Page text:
Lacquer ware defines an object decorated using the sap tapped from Rhus verniciflua, obtained from the secretion of the lac bug (Tachardia lacca).
Japanese lacquer started with the introduction of Buddhism during the Asuka period (552-645).
Common and ornamental objects were made over the centuries until in the 18th century their shine and quality became amazing because the use of lacquer is extended to enrich and embellish any type of furniture, weapons, crockery, musical instruments, sometimes with the addition of families’ badges and coats of arms (Mon)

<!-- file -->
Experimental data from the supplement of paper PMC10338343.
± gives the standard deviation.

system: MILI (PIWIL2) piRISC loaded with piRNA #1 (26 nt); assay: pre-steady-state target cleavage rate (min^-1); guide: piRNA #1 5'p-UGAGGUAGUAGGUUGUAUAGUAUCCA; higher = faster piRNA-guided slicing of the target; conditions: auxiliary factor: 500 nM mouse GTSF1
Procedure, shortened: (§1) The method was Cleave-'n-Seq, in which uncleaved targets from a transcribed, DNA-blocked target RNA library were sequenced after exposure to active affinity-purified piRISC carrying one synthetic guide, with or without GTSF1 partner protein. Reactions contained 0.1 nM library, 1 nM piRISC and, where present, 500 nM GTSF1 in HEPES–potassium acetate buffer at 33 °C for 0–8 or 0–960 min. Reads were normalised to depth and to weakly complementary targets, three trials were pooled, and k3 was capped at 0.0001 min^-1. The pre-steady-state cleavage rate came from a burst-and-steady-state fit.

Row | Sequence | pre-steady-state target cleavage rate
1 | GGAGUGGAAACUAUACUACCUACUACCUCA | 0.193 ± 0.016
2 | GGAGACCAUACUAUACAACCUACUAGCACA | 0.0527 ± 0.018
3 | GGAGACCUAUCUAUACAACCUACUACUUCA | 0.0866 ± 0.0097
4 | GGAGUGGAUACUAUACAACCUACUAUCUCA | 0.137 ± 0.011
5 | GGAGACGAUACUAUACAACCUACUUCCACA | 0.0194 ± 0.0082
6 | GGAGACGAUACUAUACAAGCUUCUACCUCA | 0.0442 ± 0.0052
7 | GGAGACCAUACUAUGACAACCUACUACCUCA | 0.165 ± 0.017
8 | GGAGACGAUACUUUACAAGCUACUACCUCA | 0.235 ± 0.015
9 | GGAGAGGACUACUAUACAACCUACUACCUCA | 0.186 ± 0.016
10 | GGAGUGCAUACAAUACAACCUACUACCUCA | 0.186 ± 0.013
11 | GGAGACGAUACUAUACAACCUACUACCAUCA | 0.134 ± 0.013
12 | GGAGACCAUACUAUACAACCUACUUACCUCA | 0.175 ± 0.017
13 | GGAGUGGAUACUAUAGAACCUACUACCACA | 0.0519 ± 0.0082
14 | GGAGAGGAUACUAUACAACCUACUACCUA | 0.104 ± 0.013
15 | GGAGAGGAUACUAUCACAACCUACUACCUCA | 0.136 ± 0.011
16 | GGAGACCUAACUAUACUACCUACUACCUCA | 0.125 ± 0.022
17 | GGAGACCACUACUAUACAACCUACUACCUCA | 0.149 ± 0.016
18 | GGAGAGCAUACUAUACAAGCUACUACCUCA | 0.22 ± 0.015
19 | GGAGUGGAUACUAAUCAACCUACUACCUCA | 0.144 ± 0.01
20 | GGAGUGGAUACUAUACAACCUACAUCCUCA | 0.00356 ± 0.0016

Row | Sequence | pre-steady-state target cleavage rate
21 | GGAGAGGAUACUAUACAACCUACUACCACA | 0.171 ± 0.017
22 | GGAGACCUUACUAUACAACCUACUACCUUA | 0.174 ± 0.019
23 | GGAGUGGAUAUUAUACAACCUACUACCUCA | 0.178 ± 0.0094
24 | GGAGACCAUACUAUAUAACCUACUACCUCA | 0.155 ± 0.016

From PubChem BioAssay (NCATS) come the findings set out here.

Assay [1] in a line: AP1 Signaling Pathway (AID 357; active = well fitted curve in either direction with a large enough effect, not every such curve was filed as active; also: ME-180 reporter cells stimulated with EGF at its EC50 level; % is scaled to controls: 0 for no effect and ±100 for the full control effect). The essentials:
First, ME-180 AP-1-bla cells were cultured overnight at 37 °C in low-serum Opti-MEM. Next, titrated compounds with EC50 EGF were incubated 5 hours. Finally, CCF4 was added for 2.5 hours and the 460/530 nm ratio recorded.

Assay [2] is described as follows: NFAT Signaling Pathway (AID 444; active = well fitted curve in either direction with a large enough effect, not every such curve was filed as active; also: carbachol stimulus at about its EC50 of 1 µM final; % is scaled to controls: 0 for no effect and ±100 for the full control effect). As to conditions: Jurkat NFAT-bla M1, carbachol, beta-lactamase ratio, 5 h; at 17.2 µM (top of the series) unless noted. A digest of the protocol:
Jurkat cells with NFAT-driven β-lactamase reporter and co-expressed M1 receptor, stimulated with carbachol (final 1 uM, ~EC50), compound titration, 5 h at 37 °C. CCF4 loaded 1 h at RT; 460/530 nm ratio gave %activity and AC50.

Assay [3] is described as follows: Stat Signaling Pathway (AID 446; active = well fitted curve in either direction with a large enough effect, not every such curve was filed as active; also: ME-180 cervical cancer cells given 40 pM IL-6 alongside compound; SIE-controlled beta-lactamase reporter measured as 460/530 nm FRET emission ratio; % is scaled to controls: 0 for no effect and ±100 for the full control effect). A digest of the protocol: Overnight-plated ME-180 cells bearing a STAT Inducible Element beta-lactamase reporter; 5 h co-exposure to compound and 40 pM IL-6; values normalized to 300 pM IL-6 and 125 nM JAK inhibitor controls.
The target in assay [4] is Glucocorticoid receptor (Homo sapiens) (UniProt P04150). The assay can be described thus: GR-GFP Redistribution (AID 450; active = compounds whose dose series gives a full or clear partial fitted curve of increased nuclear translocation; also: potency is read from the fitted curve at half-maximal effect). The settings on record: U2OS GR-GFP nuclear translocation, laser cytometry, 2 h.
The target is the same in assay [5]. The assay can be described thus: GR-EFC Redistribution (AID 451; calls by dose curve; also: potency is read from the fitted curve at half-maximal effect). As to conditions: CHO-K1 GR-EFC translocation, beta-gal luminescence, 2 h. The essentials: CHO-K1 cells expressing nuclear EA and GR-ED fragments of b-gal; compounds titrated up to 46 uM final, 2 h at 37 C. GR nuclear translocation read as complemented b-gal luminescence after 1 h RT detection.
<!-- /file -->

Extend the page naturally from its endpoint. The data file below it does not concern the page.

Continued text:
There are many decorative techniques: Maki-e, for example, is obtained by sprinkling with gold or silver powder the last coating of lacquer, while this is still soft and sticky;
Nashiji consists of transparent lacquer irregularly mixed with gold and silver powder, similar to the aventurine glass of Murano.